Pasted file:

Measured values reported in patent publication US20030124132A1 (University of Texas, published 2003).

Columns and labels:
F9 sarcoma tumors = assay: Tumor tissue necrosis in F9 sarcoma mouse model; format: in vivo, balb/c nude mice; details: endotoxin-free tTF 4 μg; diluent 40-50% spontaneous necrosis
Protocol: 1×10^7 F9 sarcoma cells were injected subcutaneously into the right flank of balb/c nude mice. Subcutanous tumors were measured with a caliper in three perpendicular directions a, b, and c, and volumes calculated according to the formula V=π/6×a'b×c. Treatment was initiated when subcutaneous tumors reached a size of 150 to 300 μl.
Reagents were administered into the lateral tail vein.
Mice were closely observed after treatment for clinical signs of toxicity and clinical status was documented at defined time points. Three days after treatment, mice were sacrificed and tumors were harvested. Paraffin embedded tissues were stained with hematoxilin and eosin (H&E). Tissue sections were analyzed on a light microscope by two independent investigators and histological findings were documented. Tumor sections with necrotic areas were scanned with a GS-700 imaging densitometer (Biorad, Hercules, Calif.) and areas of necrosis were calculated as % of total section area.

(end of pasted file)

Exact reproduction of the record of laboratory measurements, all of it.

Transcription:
Measured values reported in patent publication US20030124132A1 (University of Texas, published 2003).

Columns and labels:
F9 sarcoma tumors = assay: Tumor tissue necrosis in F9 sarcoma mouse model; format: in vivo, balb/c nude mice; details: endotoxin-free tTF 4 μg; diluent 40-50% spontaneous necrosis
Protocol: 1×10^7 F9 sarcoma cells were injected subcutaneously into the right flank of balb/c nude mice. Subcutanous tumors were measured with a caliper in three perpendicular directions a, b, and c, and volumes calculated according to the formula V=π/6×a'b×c. Treatment was initiated when subcutaneous tumors reached a size of 150 to 300 μl.
Reagents were administered into the lateral tail vein.
Mice were closely observed after treatment for clinical signs of toxicity and clinical status was documented at defined time points. Three days after treatment, mice were sacrificed and tumors were harvested. Paraffin embedded tissues were stained with hematoxilin and eosin (H&E). Tissue sections were analyzed on a light microscope by two independent investigators and histological findings were documented. Tumor sections with necrotic areas were scanned with a GS-700 imaging densitometer (Biorad, Hercules, Calif.) and areas of necrosis were calculated as % of total section area.